Corruption trial of Myanmar’s Suu Kyi hears payoff claim

BANGKOK (AP) — A former ally of Aung San Suu Kyi, Myanmar’s leader ousted in a February military takeover, testified at her corruption trial on Friday that he had handed to her large amounts of cash and gold in proceedings supporters say are meant to discredit her.

A Special Court in the capital Naypyitaw is hearing four corruption cases against Suu Kyi, each of which carries a penalty of up to 15 years’ imprisonment, the longest possible prison terms of the several offenses she has been charged with.

All the proceedings against the 76-year-old Suu Kyi are closed to the public and press. She has been detained by the military at an undisclosed location in Naypyitaw.

Like other top members of her party and government, Phyo Min Thein, who testified Friday, was arrested by the military when it took power on Feb 1. The allegations of payoffs were first raised in March by the military government and have been denied by her lawyers.

She faces two charges of accepting bribes and two of conspiring to carry out corruption in connection with real estate transactions. A fifth corruption charge has not yet gone to trial.

Phyo Min Thein, a top figure in Suu Kyi’s National League for Democracy party who held the important job of chief minister for Yangon Region before the military seized power, testified for the prosecution. He said that he had personally handed over $600,000 and seven gold bars to Suu Kyi in 2017-18, lawyer Min Soe said.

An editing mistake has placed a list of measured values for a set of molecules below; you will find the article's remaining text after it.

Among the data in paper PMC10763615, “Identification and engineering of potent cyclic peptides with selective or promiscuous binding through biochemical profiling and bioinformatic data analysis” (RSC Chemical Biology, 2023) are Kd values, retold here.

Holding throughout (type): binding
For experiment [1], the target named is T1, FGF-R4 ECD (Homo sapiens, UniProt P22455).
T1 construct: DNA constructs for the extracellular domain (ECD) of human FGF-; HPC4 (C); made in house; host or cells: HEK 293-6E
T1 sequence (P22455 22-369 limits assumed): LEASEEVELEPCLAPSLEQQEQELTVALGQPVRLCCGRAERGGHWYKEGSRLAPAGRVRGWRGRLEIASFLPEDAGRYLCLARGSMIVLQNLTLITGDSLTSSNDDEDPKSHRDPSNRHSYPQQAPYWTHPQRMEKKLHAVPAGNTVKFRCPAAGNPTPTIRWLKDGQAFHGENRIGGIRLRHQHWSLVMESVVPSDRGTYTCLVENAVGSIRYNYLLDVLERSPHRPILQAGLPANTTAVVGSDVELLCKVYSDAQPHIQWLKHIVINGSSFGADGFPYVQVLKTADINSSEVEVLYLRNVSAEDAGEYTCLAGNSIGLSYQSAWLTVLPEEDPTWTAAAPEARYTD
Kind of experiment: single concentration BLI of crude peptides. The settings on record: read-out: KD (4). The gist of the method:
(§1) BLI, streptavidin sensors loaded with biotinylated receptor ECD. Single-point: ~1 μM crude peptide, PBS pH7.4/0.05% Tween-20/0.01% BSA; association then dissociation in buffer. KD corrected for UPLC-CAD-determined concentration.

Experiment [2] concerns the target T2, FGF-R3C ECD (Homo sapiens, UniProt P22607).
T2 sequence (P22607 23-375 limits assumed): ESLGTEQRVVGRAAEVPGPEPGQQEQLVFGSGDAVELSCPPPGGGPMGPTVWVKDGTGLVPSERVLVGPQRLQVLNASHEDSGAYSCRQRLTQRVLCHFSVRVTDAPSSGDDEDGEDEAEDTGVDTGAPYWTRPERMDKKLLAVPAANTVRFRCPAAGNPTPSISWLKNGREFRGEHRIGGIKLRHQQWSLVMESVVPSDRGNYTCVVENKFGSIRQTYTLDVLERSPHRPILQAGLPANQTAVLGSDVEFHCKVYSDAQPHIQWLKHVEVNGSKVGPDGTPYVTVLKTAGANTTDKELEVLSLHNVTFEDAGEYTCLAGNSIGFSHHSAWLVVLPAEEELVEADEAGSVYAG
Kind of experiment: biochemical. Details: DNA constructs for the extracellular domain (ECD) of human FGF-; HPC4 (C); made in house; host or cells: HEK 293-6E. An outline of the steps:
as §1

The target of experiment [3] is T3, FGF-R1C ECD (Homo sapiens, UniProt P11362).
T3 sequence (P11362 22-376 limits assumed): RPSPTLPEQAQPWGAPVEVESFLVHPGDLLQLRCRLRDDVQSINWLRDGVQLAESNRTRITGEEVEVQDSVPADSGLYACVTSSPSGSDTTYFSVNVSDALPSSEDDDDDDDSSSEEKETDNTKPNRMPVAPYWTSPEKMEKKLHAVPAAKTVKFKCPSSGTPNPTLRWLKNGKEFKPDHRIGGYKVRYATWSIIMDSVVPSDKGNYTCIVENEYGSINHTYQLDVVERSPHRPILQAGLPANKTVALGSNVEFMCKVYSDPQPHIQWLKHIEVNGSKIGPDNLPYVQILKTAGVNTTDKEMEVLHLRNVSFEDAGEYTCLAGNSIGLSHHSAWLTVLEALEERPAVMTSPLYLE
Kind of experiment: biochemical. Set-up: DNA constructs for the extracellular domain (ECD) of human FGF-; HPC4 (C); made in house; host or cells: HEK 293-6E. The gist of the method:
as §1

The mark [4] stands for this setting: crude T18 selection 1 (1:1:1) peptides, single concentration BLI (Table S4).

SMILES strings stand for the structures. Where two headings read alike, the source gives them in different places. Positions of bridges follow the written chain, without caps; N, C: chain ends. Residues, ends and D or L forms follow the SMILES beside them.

The military at a March news conference had presented a videotape of Phyo Min Thein making the same allegations. In his court testimony, he added that he presented Suu Kyi with a statue from a prominent Buddhist monk, Min Soe said.

Suu Kyi’s supporters and independent analysts say all the charges against her are politically motivated and an attempt to discredit her and legitimize the military’s seizure of power while keeping her from returning to politics.

Suu Kyi is also being tried on lesser charges of sedition, two counts of flouting COVID-19 pandemic restrictions, illegally importing walkie-talkies and the unlicensed use of the radios.

Preparations have also begun to try her for breaching the official secrets law, which carried a maximum prison term of 14 years.

The military said it seized power because last November’s election, won in a landslide by Suu Kyi’s party, was tainted by massive fraud. Its claim has almost no independent support, and the takeover was quickly met by widespread public protests.

Security forces used deadly force to try to quash the peaceful protests, killing more than 1,100 people, according to the detailed tallies of the Assistance Association of Political Prisoners and human rights groups. Opponents of military rule have turned to armed self-defense, sabotage and killings of soldiers and officials on a near-daily basis.

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